Take a moment to think about how you can act on this. Are there ways that you can reduce uncertainty when you’re going back to school for a new term? For instance, if there’s a piece of work you haven’t been able to do, it might help to seek out the relevant teacher, own up as soon as you go back and take whatever punishment they hand out, rather than trying to cope with uncertainty over whether or not they’ll find out.
One thing that contributes to stress when you’re going back to school is that there’s simply so much to do. Sorting out your books, finishing off your homework, finding out where your school uniform tie got to, polishing your shoes – it’s a list that goes on and on. Any long list of chores can feel overwhelming.
One way to make this easier is to follow the three-minute rule any time you have a long to-do list. It’s a simple rule: if you think of a task that needs doing that will take less than three minutes, just do it now. Chances are that putting it off and doing it later will take more time overall (you have to write it down on your list, or spend a while thinking, “what was that thing that needed doing?”) than just getting it done as soon as you think about it. That might be finding a particular book, or getting your parents to sign a note. If you stick to the three-minute rule, you can reduce a long to-do list quickly, and maybe even prevent it from getting so long in the first place.
When you’re getting ready to go back to school, think about what you can do to make things pleasant for Future You. You’ll be getting up earlier than you might have done for weeks beforehand, and you’ll be back to studying and concentrating in a way that you haven’t needed to in ages either.
So, what can you do right now to be kind to your back-to-school self? Perhaps it’s forking out for the nice cereal that your parents won’t buy for you, or making sure that you have some homemade snacks to take in for break times. Perhaps it’s putting your shoes next to the radiator the night before so that they’ll be toasty warm by the time you come to put them on and go out in the cold the next morning. You might not have considered questions like making sure your school bag is good for your back; you’ll probably have a lot of books to take back to your locker, and if your bag isn’t up to the challenge, you don’t want to have sore shoulders for the next week of settling back in. If it’s cold where you are, the same principle applies in making sure that you have cold-weather clothing so that you don’t arrive back at school half-frozen. These things might feel minor, but they can make all the difference by the time you get to the end of that difficult first week back.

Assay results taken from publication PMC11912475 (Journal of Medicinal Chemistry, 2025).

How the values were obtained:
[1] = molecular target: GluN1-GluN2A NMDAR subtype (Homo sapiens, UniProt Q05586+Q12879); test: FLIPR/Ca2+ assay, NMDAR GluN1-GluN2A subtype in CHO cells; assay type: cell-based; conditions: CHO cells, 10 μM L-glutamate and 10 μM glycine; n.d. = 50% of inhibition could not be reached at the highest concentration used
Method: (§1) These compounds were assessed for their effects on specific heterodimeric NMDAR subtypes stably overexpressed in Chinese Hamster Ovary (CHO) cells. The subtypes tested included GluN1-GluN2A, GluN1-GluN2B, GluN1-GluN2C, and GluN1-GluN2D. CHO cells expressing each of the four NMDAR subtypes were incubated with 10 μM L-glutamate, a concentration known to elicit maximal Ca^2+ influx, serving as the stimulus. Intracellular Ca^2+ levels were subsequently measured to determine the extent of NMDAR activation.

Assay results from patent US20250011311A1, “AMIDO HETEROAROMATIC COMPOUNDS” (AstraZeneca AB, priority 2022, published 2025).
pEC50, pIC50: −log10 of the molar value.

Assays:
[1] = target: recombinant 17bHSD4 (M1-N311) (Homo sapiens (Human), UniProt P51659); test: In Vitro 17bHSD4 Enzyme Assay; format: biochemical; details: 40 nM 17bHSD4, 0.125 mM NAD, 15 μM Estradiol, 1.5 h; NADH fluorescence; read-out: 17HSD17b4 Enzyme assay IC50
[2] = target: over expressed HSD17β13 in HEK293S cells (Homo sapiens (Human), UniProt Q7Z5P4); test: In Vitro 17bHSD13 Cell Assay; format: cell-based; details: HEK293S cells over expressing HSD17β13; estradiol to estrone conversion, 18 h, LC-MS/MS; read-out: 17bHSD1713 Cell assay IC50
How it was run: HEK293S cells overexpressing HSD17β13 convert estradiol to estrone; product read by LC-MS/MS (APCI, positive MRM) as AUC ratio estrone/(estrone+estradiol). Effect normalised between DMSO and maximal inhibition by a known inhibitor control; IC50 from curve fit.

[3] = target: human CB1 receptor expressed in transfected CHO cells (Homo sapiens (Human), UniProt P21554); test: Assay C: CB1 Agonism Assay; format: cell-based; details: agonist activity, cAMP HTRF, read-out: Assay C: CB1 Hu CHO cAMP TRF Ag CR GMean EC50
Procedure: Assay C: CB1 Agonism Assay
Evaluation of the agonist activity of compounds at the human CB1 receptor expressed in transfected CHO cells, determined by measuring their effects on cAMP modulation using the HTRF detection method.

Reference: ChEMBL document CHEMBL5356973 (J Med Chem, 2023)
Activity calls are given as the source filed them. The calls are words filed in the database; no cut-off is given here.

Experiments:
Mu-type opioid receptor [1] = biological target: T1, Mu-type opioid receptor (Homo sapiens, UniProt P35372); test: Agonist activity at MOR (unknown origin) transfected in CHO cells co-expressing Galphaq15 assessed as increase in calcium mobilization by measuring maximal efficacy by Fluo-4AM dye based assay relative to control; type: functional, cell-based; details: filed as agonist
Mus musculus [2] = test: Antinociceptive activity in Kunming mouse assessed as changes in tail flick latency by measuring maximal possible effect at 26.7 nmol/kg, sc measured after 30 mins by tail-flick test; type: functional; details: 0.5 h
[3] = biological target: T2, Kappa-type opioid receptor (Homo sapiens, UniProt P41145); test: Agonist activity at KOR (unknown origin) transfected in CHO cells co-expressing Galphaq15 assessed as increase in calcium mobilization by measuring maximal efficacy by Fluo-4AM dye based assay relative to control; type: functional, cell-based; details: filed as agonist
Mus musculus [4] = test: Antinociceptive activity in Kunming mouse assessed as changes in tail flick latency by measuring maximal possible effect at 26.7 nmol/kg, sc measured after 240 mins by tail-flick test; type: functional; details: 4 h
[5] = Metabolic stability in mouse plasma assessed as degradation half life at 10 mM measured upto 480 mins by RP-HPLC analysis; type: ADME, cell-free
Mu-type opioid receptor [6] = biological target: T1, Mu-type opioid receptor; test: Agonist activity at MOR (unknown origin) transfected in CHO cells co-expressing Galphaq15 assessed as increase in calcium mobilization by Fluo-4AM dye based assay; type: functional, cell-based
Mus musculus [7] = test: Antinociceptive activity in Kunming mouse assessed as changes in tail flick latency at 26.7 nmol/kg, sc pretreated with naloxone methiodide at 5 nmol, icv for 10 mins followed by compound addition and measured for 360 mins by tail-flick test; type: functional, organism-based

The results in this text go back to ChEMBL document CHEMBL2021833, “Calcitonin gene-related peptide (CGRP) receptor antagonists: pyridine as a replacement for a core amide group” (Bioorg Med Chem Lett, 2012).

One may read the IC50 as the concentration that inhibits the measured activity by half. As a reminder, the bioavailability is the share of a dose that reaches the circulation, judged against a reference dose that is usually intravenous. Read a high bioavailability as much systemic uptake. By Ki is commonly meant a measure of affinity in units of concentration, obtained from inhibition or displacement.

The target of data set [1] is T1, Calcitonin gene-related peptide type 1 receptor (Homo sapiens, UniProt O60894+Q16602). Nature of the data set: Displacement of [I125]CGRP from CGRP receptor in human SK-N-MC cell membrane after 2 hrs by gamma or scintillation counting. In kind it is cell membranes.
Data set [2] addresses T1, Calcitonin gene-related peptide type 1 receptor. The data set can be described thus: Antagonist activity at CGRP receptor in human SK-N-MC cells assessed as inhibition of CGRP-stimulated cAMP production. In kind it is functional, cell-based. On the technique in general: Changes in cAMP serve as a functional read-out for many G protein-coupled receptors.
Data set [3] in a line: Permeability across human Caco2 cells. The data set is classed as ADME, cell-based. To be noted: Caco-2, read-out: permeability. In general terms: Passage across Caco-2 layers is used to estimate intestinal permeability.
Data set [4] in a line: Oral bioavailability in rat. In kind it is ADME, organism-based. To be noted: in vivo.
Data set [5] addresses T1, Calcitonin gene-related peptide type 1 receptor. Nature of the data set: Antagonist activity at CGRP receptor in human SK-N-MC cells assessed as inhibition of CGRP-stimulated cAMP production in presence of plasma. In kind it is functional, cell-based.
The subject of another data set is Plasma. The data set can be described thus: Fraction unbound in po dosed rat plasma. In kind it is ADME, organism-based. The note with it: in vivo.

Good friends are some of the best stress-relief available, but the first week back at school is a busy time for everybody. Make sure that you’ll get the chance to relieve your stress by spending quality time with your friends by getting some plans in the diary now, for instance to hang out at the weekend after the first week back. The reason to plan this now is because by the time it gets to the end of that first week, you might be too tired to plan or commit to anything. Plus, having it planned now gives you something to look forward to if being back at school is getting you down.
Try to make sure that whatever plans you make will actually serve to relax you – you probably shouldn’t plan for an all-night party, or, at the other extreme, for a marathon group studying session. Think about something low-effort and fun, like a sports game, a trip to the cinema, or just hanging out at someone’s house. You might even want to put in place a “no talking about studying” rule if you think that lots of panicked exam talk will just stress you out further; though remember that for some people, talking about studying and knowing that you’re all in the same boat can help deal with stress rather than increasing it.
If all else fails, there’s the time honoured back-to-school stress-busting technique of a bit of retail therapy. New pens, crisp notebooks, files and dividers that will make you feel like you’ve got all the tools necessary to organise those wayward notes: the back-to-school stationery shop is a long-standing ritual for many school students for good reason.
It might be materialistic, but having the right tools can make you feel calmer and better prepared for the year ahead. And if you’re going back to school after a holiday like Christmas, you might have vouchers from friends and family and sales to make this a cheap way to relieve stress as well. The process of sorting out your stationery can act as a proxy for other things: to figure out what you’ll need to buy, you’ll need to think about the term ahead and the studying that you’ll need to prepare for. And if it achieves nothing else, it’ll make your desk look nicer.
Images: boys legs sitting on yellow railings; writing on a planner; 2018 calendar on desk; girl collapsed on table; uncertain girl with her eyes closed; black watch; healthy snack; three laughing friends; new stationery